Niall Cooper: Lent: Going deeper
So what are you giving up for Lent? Chocolate, alcohol, or something a little more substantial? For some, the challenge of what to give up is a daily reality, and not just for Lent. The choice is whether to eat or heat, pay the rent or pay the bills. As the economic crisis rumbles on into its fifth year, for increasing numbers Lent is a permanent state of affairs.
A couple of years ago, we held an event to hear about the impact of the recession on some of the communities we work with in Manchester. The answer was not what we expected: Recession? For many of our folk it has made precious little difference. Our communities live in permanent recession. Bishop Doye Agama, speaking out of the tradition of the African diaspora in the UK went further: “Recession is nothing new to us. For the majority of members of the black community, our experience over many years has been of hardship and exile.” In the same way, Bob Marley and other black musicians and poets often sung and wrote of the experience of living in Babylon.
But the Lenten story is not just one of 40 days and nights spent in the wilderness. For Jesus, the Lenten challenge was also fundamentally to face down the demons of his day: temptations to worship false idols; to seek power, fame or fortune. Today, such demons are just as real, and they are designed to appeal to our deepest human desires, just they were as in Jesus’s day.
Firstly, the temptation to power. Power in itself is no bad thing. As Martin Luther King said: “Power is the ability to achieve a purpose. It is the strength required to bring about social, political, and economic change.” But a lust for power over others is something else. The power to treat fellow human beings as disposable, “beyond redemption”, and to blame them for society’s problems is all too real today. How easy is it to fall for the familiar media stereotypes used to denigrate others – skivers, shirkers, the so-called “feckless poor”, gypsies, gays, asylum seekers, Islamists, incomers, immigrants… “Dog whistle” language used to dehumanise and deny humanity to people who have little or no power of their own to challenge the myths and misrepresentations. Yet, as Christians, we believe that every person is made in the image of God, and has value. We are called to speak out when people are marginalised, excluded and stigmatised.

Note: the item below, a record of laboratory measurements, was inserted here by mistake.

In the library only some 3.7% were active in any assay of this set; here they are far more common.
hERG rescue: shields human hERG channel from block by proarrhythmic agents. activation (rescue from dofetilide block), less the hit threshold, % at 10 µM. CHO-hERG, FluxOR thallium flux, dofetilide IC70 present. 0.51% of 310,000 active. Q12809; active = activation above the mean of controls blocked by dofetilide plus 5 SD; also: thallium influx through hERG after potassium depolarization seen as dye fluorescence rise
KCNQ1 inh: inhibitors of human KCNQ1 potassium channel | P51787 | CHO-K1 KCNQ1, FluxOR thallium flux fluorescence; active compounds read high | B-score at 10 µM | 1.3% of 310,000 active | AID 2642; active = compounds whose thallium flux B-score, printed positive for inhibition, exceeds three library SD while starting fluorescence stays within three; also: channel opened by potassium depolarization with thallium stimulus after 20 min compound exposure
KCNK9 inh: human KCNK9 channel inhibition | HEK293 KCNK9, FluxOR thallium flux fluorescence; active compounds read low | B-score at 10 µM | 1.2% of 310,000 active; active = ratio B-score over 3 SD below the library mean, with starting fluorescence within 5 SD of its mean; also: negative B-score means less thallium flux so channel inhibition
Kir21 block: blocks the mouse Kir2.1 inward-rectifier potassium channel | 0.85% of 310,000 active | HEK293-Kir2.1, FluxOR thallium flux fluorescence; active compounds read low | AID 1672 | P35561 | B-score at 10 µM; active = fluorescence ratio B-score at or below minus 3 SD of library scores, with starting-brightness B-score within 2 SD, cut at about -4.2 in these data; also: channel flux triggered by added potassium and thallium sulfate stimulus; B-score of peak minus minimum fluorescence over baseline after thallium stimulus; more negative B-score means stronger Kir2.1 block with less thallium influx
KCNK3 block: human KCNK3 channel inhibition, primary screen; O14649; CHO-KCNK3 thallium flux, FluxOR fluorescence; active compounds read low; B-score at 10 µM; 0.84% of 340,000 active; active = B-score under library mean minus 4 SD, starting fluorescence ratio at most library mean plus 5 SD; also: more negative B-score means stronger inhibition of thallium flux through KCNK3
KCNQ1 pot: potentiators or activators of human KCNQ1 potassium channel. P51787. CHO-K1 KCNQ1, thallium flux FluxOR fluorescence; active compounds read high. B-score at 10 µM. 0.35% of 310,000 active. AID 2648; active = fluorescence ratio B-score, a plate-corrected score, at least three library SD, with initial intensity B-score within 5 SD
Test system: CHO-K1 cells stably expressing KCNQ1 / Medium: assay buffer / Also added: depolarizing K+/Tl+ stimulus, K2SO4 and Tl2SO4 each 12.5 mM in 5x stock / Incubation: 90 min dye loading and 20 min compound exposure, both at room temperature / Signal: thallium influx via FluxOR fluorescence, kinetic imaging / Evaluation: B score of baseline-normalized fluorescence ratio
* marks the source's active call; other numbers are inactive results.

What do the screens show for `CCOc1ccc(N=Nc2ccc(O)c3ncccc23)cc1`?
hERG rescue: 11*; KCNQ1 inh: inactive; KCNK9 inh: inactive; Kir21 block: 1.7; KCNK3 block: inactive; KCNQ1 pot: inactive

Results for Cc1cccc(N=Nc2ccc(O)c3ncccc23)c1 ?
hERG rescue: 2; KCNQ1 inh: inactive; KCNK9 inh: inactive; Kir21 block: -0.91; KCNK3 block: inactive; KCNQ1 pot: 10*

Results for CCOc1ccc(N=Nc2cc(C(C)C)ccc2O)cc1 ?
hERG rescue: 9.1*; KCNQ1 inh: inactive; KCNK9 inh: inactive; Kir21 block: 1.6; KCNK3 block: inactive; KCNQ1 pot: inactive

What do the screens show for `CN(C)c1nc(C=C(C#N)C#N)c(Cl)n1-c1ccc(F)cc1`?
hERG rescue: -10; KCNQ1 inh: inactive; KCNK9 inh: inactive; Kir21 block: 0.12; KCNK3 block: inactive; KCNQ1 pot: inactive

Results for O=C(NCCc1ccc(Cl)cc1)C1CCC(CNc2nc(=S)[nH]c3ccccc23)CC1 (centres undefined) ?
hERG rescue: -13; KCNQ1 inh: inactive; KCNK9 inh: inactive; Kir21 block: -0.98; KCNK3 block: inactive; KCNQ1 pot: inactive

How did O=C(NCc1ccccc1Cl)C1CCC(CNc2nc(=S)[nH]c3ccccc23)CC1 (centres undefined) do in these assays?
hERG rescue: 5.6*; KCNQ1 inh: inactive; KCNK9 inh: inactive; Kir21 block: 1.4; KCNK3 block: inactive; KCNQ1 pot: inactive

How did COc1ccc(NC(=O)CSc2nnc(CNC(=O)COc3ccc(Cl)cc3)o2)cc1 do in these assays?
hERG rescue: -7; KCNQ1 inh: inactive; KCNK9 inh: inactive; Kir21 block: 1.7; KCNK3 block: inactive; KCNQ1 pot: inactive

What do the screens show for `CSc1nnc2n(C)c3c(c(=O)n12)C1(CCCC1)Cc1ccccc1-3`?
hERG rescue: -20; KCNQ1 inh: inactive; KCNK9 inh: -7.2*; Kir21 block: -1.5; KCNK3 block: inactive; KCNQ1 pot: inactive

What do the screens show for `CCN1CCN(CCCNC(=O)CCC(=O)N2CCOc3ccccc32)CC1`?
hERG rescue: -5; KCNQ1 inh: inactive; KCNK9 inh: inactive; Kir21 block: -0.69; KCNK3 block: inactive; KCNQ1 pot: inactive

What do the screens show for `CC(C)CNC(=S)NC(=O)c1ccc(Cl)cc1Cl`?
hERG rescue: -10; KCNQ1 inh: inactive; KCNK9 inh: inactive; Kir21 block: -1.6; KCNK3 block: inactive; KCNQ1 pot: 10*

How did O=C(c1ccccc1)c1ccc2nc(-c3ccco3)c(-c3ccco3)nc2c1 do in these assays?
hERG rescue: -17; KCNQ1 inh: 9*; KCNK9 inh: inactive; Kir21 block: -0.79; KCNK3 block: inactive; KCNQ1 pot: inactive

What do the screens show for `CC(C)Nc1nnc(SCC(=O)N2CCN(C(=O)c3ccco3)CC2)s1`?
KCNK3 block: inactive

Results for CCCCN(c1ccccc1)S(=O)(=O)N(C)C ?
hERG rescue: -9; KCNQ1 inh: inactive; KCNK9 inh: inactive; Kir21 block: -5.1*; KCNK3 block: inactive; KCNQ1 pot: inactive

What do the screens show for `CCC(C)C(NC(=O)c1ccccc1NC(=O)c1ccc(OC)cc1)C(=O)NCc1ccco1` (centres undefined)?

Secondly, the temptation to worship false gods. What is our modern obsession with celebrity culture other than a form of flirtation with false gods? As Pete Ward says: “We are asked to worship versions of our sacred selves reflected through the lens of media-generated images.” We are invited to live our lives vicariously through the carefully crafted images fed to us of the rich and famous, inhabiting a glittering faux paradise of designer tans, designer houses and designer children; private schools, private jets, private yachts. But as with all forms of idolatry, the allure of celebrity is ultimately a distortion of truth – a false promise of happiness which cannot be sustained once the unvarnished realities of our own lives kick back in.
Most of all, we are tempted to imagine that true fulfilment comes through the accumulation of material possessions. What is the advertising industry, but a multi-million pound exercise in temptation? We are each assailed on average by 1,500 adverts a day: siren voices saying “Eat, drink, buy, covet and consume. Spend, spend and spend some more.” As Giles Fraser says: “Advertising promises us salvation but is designed to keep us feeling unhappy… Advertising wounds us with the message that our current life is rubbish, and then asks for our credit card number as way of making things right… And what is most immoral about all of this is that the more we squeal about our own (artificially generated) wants being unmet, the more the genuine needs of the vulnerable are being ignored.”
So before we reach Easter, we have to face down our own contemporary demons and false gods. Lust for the power to judge others; obsession with the fake world of wealth, fame and celebrity; the corrosive allure of consumer culture. But more than all of this, we also have to find ways to share the pain and suffering of those for whom the wilderness experience is not a fleeting five-week run up to Good Friday, but a permanent daily reality. Now there’s a challenge worthy of reflecting on this Lent.
This article was published in the March 2013 edition of Reform.